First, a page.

"What, you expect me to lose 100 pounds today?" your coworker scoffs between greasy bites. "It's going to take years to lose all that - I can't possibly stop eating right now."
Now as President Obama considers whether to green light a
[Third Way's Josh] Freed says you can't just pull the bottle out of the baby's mouth.America: A helpless baby suckling at Big Oil's teat. Somehow I don't see that becoming the new slogan for TransCanada, the company behind the proposed Keystone XL tar sands pipeline.
"Because the baby still needs to eat, and right now virtually every car and most of the trucking fleet in the United States relies on either gasoline or diesel fuel, and you can't switch over in one year or five years or 10 years," he says. "It's going to take a long time."
But who's arguing we should get off oil "in one year"? Reminds me of Tim Kaine's line that Virginia can't stop using coal today - a treehugging straw man set up to make the speaker look "centrist." It's a strategy David Roberts calls hippie punching:
Ever since the perceived successes of Bill Clinton's triangulation and the ascendency of the New Dems, the road to acceptance on the left has been paved with hippie punching. To be legit, one must signal to one's peers that one is not like those liberals, the old-fashioned, soft-headed, bleeding-hearted, slogan-shouting kind. One is a Pragmatist, not a Partisan, a traveler on the Third Way, not on the old, boring Left Way, a hard-headed, practical sort, not some kind of dippy dreamer. This pose is incredibly attractive to people whom I've called (clumsily, I grant you) "characterological centrists" -- folks who want to be, and be seen as, free-thinking and reasonable. What better way to demonstrate one's transcendence of mere partisanship than by rejecting the partisans with which one is most naturally associated?Forget cold turkey. Aside from President Obama's moderate strengthening of fuel economy standards, what are we doing to even reduce our incredibly costly oil addiction? America's oil trade deficit was $265 billion in 2010, meaning we sent a net of $2,400 for each American household to other countries to buy their oil. And that doesn't event begin to consider the hundreds of billions we spend on the military to protect oil interests, the cost of oil disasters, or the cost of air pollution. How many people go around complaining about how we're burdening our children with the national debt without talking about how little we're doing to ease our oil addictions and the trillions in long-term cost that go along with it?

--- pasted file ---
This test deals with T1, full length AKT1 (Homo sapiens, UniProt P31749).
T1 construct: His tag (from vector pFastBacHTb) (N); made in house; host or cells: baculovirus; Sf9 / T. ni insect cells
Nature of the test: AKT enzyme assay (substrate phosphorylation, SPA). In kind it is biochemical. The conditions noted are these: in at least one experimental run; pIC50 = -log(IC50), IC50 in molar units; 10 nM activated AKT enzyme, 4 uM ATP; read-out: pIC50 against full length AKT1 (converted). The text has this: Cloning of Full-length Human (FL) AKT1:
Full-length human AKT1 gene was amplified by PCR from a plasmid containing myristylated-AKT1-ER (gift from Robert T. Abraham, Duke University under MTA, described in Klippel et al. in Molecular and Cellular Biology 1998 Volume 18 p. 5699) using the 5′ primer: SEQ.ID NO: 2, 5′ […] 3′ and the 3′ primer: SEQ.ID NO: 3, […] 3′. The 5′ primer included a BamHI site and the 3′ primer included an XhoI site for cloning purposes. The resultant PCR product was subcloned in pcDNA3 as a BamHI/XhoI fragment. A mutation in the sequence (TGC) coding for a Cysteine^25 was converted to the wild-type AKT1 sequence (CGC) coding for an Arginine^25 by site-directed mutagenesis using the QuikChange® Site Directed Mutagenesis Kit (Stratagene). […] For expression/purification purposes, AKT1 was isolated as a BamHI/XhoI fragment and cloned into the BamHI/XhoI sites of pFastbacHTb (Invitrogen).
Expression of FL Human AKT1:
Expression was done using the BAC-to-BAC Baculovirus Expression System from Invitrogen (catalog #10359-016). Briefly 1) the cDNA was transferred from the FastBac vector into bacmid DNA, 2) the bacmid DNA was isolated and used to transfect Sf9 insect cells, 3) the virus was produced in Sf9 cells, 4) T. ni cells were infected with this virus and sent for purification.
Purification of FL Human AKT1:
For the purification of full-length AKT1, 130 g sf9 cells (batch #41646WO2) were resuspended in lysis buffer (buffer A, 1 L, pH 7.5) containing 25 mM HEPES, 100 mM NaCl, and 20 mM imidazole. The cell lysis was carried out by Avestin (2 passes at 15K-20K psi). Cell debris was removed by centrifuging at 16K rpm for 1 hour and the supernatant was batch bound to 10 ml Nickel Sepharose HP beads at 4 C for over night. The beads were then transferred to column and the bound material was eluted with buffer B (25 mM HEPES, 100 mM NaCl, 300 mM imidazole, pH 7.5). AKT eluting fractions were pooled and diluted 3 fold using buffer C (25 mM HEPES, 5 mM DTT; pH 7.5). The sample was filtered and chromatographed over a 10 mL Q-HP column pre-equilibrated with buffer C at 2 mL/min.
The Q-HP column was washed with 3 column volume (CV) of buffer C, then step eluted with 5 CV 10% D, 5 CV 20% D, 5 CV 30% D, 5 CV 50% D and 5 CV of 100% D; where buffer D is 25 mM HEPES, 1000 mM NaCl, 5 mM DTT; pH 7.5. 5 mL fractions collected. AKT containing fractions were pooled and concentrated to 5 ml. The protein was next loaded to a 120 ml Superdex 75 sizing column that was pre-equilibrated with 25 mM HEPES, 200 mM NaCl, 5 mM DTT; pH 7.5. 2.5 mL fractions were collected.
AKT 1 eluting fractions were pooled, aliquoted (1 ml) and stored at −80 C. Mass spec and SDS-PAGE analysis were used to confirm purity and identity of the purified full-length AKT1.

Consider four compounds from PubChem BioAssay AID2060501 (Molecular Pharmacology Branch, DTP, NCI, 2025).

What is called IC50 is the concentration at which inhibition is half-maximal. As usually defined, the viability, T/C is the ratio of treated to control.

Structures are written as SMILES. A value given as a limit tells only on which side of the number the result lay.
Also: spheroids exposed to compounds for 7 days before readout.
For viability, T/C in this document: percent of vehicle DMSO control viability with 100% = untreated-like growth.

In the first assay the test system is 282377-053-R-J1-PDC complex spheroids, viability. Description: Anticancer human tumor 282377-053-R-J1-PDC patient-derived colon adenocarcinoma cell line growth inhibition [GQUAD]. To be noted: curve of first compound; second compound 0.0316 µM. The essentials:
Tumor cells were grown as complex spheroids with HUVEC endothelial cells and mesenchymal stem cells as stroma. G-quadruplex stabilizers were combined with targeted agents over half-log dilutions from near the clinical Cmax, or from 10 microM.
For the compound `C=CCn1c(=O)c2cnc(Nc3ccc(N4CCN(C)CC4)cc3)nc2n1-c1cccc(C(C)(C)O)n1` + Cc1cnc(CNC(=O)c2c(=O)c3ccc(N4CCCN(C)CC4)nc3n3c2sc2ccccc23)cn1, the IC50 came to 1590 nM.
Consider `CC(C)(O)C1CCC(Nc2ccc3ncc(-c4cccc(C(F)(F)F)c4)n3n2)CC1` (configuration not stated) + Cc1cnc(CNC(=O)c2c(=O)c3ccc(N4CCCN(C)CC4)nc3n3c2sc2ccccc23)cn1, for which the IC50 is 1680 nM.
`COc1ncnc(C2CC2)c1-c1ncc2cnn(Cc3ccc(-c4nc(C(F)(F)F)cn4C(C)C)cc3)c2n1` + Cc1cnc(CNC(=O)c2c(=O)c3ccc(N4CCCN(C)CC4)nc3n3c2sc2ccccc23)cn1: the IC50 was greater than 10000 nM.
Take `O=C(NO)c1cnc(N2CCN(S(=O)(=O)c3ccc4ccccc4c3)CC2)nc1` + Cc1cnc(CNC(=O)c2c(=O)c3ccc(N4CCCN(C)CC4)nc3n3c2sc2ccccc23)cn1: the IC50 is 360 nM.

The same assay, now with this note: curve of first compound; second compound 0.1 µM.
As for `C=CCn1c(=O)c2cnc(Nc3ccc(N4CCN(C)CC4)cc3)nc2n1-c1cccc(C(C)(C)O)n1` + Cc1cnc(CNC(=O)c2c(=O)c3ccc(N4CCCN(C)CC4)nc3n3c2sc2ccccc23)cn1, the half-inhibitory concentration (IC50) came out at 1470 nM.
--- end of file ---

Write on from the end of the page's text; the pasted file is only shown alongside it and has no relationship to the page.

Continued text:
A sensible first step to reducing our oil addiction would be to stop putting new needles in our veins. I hope you'll join me & thousands of other Americans at the White House on Sunday November 6th at 2pm to ask President Obama to reject the proposed Keystone XL tar sands pipeline.
Image via LeMay Gallery